Q+A: How Can I Help My Child Control Thoughts That Fuel Anger?

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Posted in: Parenting Concerns, You & Your Family

Topics: Behavioral Issues, Q+A

We all have things that cause our anger to flare – waiting in long lines; feeling dismissed by a friend or family member; feeling that another person is treating us unfairly or not paying attention to what we are saying. And once we are angry, the thoughts that arise while in this state can cause the anger to grow even more or become explosive. While the anger itself may be justified and based on a real situation (like being criticized or disregarded by a family member), it can become exaggerated, distorted, and even catastrophic.

Let’s say your teenager is dissed by a close friend or not invited to a party. Their thoughts could jump to, “She must hate me! Does everyone hate me? I can’t show my face at school! She is doing this on purpose.” This kind of thinking is irrational but far too often happens anyway and can result in escalating the anger. It’s based on a real disappointment, but it could result in behavior that is destructive to your teen (like saying something outrageous online, punching walls, cutting, driving too fast and recklessly, or even contemplating suicide) or destructive behavior to others (like getting into a verbal or physical fight; or cyberbullying in retaliation).

How can we help our kids and teens control such thoughts that can be harmful?

1. Use Cognitive Behavior Therapy (CBT). The most effective technique to control negative or harmful thinking is a self-help tool known as Cognitive Behavior Therapy. Below is a model of CBT.

The Model:

Event/Trigger   >>>   Distorted Thoughts   >>>   Intense Emotion   >>>  Resulting Behavior

The Practice:

Challenge the THOUGHTS.

Imagine two lawyers, or a devil and angel on either shoulder, and practice a debate, challenging the distorted thoughts (known as the cognition). One example: Lawyer A/Devil: “Your life is ruined. Everyone hates you. You will have no friends!” Lawyer B/Angel: “Wait, you have great friends, like Tom, and Sara, and others. They never treat you badly. They even said that they understood what you are going through and asked if they could come over.” Then, go back and forth with challenge after challenge.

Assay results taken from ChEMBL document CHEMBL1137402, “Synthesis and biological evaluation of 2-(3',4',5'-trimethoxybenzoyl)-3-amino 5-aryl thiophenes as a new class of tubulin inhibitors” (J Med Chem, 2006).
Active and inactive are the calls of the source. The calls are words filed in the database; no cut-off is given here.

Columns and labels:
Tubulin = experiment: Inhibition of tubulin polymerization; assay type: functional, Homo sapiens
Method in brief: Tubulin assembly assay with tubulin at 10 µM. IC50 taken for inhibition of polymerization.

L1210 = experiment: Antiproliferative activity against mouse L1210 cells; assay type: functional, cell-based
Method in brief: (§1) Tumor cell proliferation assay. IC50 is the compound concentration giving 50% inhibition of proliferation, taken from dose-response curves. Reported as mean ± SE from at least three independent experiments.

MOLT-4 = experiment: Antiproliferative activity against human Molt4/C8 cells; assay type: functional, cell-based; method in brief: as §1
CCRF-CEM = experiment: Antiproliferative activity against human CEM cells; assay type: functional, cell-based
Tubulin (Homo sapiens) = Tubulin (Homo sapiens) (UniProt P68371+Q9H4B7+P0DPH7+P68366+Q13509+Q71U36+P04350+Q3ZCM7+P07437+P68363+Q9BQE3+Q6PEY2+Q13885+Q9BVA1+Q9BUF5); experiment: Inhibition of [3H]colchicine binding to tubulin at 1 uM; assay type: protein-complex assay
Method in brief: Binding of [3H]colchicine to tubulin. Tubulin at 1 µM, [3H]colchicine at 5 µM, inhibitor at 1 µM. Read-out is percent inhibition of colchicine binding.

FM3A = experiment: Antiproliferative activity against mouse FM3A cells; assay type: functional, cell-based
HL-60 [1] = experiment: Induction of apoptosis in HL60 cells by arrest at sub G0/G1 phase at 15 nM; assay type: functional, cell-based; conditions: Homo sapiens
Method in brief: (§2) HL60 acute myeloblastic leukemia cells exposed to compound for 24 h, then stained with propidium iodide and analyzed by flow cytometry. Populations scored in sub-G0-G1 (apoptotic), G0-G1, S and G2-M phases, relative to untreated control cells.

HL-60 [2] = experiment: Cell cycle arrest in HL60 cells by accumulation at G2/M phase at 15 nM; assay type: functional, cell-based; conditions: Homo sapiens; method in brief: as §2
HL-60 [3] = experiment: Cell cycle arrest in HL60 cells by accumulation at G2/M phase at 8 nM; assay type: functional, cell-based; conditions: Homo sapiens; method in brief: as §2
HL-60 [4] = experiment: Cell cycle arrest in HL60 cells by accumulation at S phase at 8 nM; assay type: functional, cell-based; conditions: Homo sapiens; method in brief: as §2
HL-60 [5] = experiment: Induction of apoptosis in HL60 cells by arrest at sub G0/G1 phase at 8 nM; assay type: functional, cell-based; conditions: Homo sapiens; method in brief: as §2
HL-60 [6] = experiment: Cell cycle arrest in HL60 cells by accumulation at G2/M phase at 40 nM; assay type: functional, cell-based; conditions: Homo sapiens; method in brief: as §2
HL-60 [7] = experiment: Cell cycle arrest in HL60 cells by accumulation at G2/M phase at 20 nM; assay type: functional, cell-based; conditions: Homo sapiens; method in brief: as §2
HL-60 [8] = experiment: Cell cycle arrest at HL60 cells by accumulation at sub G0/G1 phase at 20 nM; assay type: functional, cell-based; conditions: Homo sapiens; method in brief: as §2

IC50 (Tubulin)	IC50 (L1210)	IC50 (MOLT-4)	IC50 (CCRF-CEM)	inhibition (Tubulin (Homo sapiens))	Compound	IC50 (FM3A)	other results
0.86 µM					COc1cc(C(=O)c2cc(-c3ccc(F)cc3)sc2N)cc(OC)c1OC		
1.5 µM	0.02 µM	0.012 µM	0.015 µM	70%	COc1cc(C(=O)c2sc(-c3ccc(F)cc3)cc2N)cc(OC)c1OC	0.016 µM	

The end result is that the distorted thoughts diminish, and so does the anger and potential for destructive behavior.

Tips on How to Use CBT:

  • Practice on your own. Try to keep a log of the angry, exaggerated thoughts, and run through a CBT exercise daily.
  • Role play with a parent, sibling, or friend. It can sometimes be easier to run through the exercise with someone else, and can actually turn into a fun game.

2. Use Meditation. There are many forms of meditation, but each one leads to the same place – focused concentration and body relaxation. This puts the brain into a unique state in which helpful messages can be planted. And sure enough, the brain in this state makes changes in thinking, feeling, and behaving.

Try a meditation technique of your choice, and when you are in a deep state of relaxation, repeat a simple phrase, such as “I won’t get so angry when I feel criticized.” Now, this will not prevent anger, but it may cool the jets a bit so that you can react in a more calm, reasonable, and rational way.

3. Talk With People You Trust. There is no better way to quiet anger than to have conversations with others. You can personally talk with your teenager, or have them talk with another trusted family member, older sibling, or friend. Having discussions about the situation, considering how to manage it, how to react, what to do – these all help to provide a forum for validating your teen’s feelings, but keeping things in perspective and providing needed feedback. In addition, it sets the stage for your child to approach you or others when angry, in an effort to calm down and think and act rationally.

 4. Watch a Movie That Models Ways of Controlling Anger. There are many films that model situations that would make anyone furious, and some of them offer cool ways of getting beyond the anger and finding new ways of thinking about it, how it developed, and what to do. Some use humor to lighten the load, and while not about our personal situation, can still help to divert our angry thoughts to ones that are more lighthearted.

The bottom line here is to prevent a vicious cycle between a situation that causes anger and distorted thoughts that increase the anger and potential behavioral consequences. If we help our kids and teens learn to control their thoughts, their emotions and behavior will fall into place.

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Gene Beresin

Gene Beresin, Executive Director

Gene Beresin, MD, MA is executive director of The MGH Clay Center for Young Healthy Minds, and a staff child and adolescent psychiatrist at Massachusetts General Hospital. He is also...

To learn more about Gene, or to contact him directly, please see Our Team.